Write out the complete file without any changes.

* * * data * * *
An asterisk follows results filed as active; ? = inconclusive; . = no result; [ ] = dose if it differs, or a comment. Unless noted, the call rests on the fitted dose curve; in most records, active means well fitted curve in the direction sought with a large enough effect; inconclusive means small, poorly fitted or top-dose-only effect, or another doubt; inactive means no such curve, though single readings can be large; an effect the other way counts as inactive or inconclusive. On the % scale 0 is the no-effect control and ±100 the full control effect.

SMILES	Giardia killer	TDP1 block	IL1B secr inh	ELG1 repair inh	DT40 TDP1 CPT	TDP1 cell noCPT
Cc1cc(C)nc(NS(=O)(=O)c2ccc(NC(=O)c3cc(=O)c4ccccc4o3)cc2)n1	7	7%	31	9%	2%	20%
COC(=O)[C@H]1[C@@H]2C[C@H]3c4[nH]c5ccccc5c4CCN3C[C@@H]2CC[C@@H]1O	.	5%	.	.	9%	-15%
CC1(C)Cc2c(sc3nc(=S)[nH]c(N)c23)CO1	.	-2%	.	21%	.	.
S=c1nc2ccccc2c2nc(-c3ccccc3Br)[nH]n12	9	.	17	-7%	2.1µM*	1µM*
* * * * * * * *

An asterisk follows results filed as active; ? = inconclusive; . = no result; [ ] = dose if it differs, or a comment. Unless noted, the call rests on the fitted dose curve; in most records, active means well fitted curve in the direction sought with a large enough effect; inconclusive means small, poorly fitted or top-dose-only effect, or another doubt; inactive means no such curve, though single readings can be large; an effect the other way counts as inactive or inconclusive. On the % scale 0 is the no-effect control and ±100 the full control effect.

SMILES	Giardia killer	TDP1 block	IL1B secr inh	ELG1 repair inh	DT40 TDP1 CPT	TDP1 cell noCPT
Cc1cc(C)nc(NS(=O)(=O)c2ccc(NC(=O)c3cc(=O)c4ccccc4o3)cc2)n1	7	7%	31	9%	2%	20%
COC(=O)[C@H]1[C@@H]2C[C@H]3c4[nH]c5ccccc5c4CCN3C[C@@H]2CC[C@@H]1O	.	5%	.	.	9%	-15%
CC1(C)Cc2c(sc3nc(=S)[nH]c(N)c23)CO1	.	-2%	.	21%	.	.
S=c1nc2ccccc2c2nc(-c3ccccc3Br)[nH]n12	9	.	17	-7%	2.1µM*	1µM*